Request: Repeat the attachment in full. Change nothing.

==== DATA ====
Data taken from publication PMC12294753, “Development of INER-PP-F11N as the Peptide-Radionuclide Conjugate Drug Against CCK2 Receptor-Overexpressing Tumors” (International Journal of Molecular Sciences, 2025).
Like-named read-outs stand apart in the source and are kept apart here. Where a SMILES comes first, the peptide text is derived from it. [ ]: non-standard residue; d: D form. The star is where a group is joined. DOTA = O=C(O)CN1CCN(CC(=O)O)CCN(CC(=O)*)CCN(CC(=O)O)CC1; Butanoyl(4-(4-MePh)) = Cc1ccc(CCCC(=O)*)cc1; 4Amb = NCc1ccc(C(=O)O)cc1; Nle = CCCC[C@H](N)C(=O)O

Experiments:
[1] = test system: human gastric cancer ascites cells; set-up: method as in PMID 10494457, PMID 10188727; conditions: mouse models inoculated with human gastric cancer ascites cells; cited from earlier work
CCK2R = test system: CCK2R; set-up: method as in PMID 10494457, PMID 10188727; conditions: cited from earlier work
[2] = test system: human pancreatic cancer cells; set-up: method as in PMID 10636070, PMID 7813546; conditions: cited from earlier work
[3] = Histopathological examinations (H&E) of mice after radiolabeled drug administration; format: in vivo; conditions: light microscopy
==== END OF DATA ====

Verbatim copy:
Data taken from publication PMC12294753, “Development of INER-PP-F11N as the Peptide-Radionuclide Conjugate Drug Against CCK2 Receptor-Overexpressing Tumors” (International Journal of Molecular Sciences, 2025).
Like-named read-outs stand apart in the source and are kept apart here. Where a SMILES comes first, the peptide text is derived from it. [ ]: non-standard residue; d: D form. The star is where a group is joined. DOTA = O=C(O)CN1CCN(CC(=O)O)CCN(CC(=O)*)CCN(CC(=O)O)CC1; Butanoyl(4-(4-MePh)) = Cc1ccc(CCCC(=O)*)cc1; 4Amb = NCc1ccc(C(=O)O)cc1; Nle = CCCC[C@H](N)C(=O)O

Experiments:
[1] = test system: human gastric cancer ascites cells; set-up: method as in PMID 10494457, PMID 10188727; conditions: mouse models inoculated with human gastric cancer ascites cells; cited from earlier work
CCK2R = test system: CCK2R; set-up: method as in PMID 10494457, PMID 10188727; conditions: cited from earlier work
[2] = test system: human pancreatic cancer cells; set-up: method as in PMID 10636070, PMID 7813546; conditions: cited from earlier work
[3] = Histopathological examinations (H&E) of mice after radiolabeled drug administration; format: in vivo; conditions: light microscopy